"The past is hard to predict." So joked (very quietly) historians in Stalinist Russia. Today the adage speaks a truth that moves beyond the dissolved Soviet state to haunt the narrative discourses of the past century. How do we recover the past when various forces undermine the reliability of individuals, groups, and institutions to retrieve, arrange, and interpret evidence about times gone by? Under these conditions, how can the authority to tell the story of the past be established? Cinemas of Memory explores the works of two highly regarded filmmakers for whom these two questions are central. Alain Resnais' films address the issues of historical memory in post World War II Europe. Wong Kar-wai's works find their inspiration in the tremendous velocity of contemporary societal change in Hong Kong and more broadly the Chinese diaspora. The course will offer close readings of five films by each filmmaker and glimpses of other directors (such as Michel Gondry and Ye Lou) working in the same traditions. Additional attention will be paid to theories of memory (for example, Henri Bergson & Pierre Nora) and related literary explorations of memory and history (for example, Marcel Proust & William Faulkner).

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Comp. Lit. 80100
The Faust Legend
Prof. Oppenheimer

Few figures in Western literature have attracted as much continuous interest from as many important writers, artists, composers and film-makers as that of Doctor Faustus, the mysterious sixteenth-century physician and necromancer whose legendary pact with the devil granted him superhuman powers. Starting with the earliest published version of the story, the famous Faust Book dating from 1587 in Frankfurt (also available in translation), the course will explore strikingly different treatments of Faust's career by Christopher Marlowe, Goethe, and Thomas Mann, and the conflicting views of humanity's relations to nature and the divine implied by their masterpieces. Also investigated will be the influence of the Faust story on writers as diverse as Byron, Carlyle, Dostoyevski, Pushkin, Hawthorne, Paul Valéry, and Lawrence Durrell. Films such as Mephisto, Hanusen, and Bedazzled, which approach the story and its motif of the devil pact in modern ways, will be considered and, where possible, shown; operatic and other musical treatments will be considered, along with the Faust legend's impact on painting.--One brief in-class presentation. One research paper.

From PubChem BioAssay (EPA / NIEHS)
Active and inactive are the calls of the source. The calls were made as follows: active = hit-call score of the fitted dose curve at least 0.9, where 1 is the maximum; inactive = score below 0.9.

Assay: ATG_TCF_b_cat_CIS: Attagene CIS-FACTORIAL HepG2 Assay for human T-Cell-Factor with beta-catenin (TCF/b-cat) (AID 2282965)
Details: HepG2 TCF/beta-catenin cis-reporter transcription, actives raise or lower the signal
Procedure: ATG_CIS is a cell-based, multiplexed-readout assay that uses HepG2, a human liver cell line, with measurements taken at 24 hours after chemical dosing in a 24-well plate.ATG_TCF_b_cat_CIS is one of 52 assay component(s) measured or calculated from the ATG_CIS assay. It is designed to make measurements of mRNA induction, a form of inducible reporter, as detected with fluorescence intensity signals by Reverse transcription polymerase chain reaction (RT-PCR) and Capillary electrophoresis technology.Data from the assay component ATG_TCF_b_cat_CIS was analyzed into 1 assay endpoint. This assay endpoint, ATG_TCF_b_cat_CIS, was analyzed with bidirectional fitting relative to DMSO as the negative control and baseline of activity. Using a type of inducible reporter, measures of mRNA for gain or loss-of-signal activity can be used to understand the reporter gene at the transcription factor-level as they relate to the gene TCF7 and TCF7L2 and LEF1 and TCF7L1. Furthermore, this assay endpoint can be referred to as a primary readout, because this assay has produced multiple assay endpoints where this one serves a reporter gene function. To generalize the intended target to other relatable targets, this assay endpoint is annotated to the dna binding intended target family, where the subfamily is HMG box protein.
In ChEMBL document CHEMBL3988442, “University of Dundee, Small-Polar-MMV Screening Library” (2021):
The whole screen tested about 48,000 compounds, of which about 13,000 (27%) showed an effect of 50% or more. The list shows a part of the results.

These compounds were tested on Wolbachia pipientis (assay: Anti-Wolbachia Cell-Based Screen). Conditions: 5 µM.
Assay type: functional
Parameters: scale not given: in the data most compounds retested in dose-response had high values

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Comp. Lit. 85000
Marcel Proust: In Search of Lost Time
Prof. Aciman

Marcel Proust's In Search of Lost Time tells of an elaborate, internal journey, at the end of which the narrator joyfully discovers the unifying pattern of his life both as writer and human being. Famed for its style and its distinctive view of love, art, and memory, Proust's epic remains a dominant and innovative voice in the literature of intimacy and introspection. This seminar, designed for students who wish to understand the complex relationship between memory and the modern novel, will examine how Proust's epic has challenged and redefined not just the art of writing, but the art of reading as well. The course will be taught in translation, but students able to read French are encouraged to read Proust in the original.

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Comp. Lit. 85500
Bilingual/Polyglot Writers
Prof. Beaujour

While it is not unusual for a writer to be a bilingual, it is still rare for a major modern writer to be bilingual or polyglot as a writer and to create a body of work of more or less equal weight in more than one language. Most monolinguals have a visceral belief in the identity of language and self. They find disturbing and anomalous a modern poet or novelist who defines himself in one language and then either switches entirely to another one or continues to alternate with some periodicity between the two. Certainly, being a bilingual writer confronts an artist with painful difficulties: neuro-physiological, and emotional as well as problems of linguistic choice and resistance. All these factors have significant impact on the form and language of the works. Translation and self-translation also pose difficult problems for the bilingual writer.